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Maybe the timing wasn’t so hot.
Blackstone may delay its long-planned, soon-to-be-launched private equity fund aimed at attracting wealthy retail investor clientele, a report this weekend said financial timesThe potential move comes as investors pour out of its real estate and credit funds, leaving almost no one wondering if embracing big investor appetites for a new fund isn’t a really bad thing.
Retreat for retail
For Blackstone, fear of future pain is already causing headaches. While the money manager is typically associated with pension funds, university endowments, and other no-frills institutional investor types, it also does some business with wealthy individual investors. Now, this clientele is increasingly concerned about finding a safe place to stash their money, leading a bunch to withdraw from Blackstone’s credit and real estate funds at an alarming rate. The widespread redemptions prompted the company to cap redemption requests from its private real estate investment trust (BREIT), which in turn sparked a sell-off among Blackstone shareholders that sent the stock price down about 10% in the days following the redemption cap.
Slated for early next year, Blackstone Private Equity Strategies Fund (BXPE) would be particularly vulnerable to nervous clients due to its unique structure:
- BXPE will invest in corporate takeovers and equity-driven games such as B. Late-stage venture investments. Unlike similar previous funds, which typically had a 10-year lifecycle with annual fundraising rounds and regular dividend payments to investors, BXPE will be a perpetual vehicle that only pays returns on unpredictable asset sales.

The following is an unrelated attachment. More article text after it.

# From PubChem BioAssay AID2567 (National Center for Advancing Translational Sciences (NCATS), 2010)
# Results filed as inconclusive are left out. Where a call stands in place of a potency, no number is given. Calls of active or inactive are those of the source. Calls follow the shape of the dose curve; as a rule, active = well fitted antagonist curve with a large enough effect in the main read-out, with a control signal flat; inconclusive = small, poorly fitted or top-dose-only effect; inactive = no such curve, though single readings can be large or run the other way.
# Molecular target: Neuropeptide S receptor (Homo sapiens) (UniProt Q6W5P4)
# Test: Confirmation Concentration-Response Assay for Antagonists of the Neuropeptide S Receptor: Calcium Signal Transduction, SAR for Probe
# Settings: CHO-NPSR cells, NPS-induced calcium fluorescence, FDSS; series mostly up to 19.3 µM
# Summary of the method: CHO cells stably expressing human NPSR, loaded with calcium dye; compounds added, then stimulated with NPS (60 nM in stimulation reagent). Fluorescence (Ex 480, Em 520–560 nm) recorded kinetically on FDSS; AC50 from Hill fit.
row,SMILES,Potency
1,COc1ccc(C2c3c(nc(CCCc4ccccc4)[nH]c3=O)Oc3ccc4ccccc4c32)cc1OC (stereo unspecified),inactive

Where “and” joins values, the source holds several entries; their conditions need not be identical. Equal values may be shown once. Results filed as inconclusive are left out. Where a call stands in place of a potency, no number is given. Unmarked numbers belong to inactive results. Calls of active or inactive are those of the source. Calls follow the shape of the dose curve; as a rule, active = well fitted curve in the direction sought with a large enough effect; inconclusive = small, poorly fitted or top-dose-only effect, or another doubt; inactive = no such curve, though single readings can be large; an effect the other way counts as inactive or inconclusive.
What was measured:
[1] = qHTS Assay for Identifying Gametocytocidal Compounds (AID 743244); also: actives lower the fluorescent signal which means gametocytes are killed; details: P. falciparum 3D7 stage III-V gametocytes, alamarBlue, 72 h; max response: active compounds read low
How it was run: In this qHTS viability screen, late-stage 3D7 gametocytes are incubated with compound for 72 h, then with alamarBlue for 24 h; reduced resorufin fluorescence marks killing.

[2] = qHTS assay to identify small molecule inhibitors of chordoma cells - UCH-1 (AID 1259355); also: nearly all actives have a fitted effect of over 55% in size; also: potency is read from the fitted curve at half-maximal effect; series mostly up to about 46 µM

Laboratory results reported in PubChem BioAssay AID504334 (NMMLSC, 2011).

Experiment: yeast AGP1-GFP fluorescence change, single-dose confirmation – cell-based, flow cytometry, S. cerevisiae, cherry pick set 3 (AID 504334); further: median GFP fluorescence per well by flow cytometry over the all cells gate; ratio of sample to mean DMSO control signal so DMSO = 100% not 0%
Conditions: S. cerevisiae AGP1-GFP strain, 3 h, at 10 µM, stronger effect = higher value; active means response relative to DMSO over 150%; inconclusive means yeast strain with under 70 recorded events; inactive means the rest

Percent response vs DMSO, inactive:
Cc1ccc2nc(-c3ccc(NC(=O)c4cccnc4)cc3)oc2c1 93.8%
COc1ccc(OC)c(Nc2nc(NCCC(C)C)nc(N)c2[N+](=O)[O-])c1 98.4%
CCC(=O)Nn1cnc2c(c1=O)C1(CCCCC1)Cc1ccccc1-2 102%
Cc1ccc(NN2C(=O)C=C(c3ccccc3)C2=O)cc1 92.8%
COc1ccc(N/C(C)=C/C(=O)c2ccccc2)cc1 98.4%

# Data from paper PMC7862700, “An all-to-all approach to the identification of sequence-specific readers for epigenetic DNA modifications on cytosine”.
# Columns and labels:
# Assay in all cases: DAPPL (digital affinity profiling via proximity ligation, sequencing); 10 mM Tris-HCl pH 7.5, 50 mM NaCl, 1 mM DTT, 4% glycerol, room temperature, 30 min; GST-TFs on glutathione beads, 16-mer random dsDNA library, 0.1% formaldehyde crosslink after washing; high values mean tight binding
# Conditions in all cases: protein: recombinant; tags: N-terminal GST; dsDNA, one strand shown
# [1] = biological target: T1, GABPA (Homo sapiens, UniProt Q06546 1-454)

- That means the value of its assets is complex and likely based on subjective mark-ups or write-downs — perhaps a good strategy if its investors can be persuaded to stay for the long-term, but expose them to risk up to and including illiquid fire sales if there are enough Customers decide at the same time for a division.
Christmas is cancelled: Blackstone isn’t the only one on Wall Street fearing the stormy clouds on the horizon. One of the reasons for the headwind is Ernst & Young, which canceled the Christmas bonus this weekend. Meanwhile, Semafor reported late last week that Goldman Sachs would cut its year-end executive bonuses by up to half.
Stay Focused: Thankfully, all is not murky and gloomy on Wall Street. Blackstone’s troubles stem mainly from the wealthy being picky about where they invest their money, while EY’s and Goldman’s dour predictions could just be an excuse for routine cost-cutting. Their gloom contrasts with a growing number of mutual funds and hedge funds that have around $4.8 trillion under management. According to an analysis by none other than Goldman Sachs, their moves signal increased confidence in a soft landing for the Fed. Finally: optimism.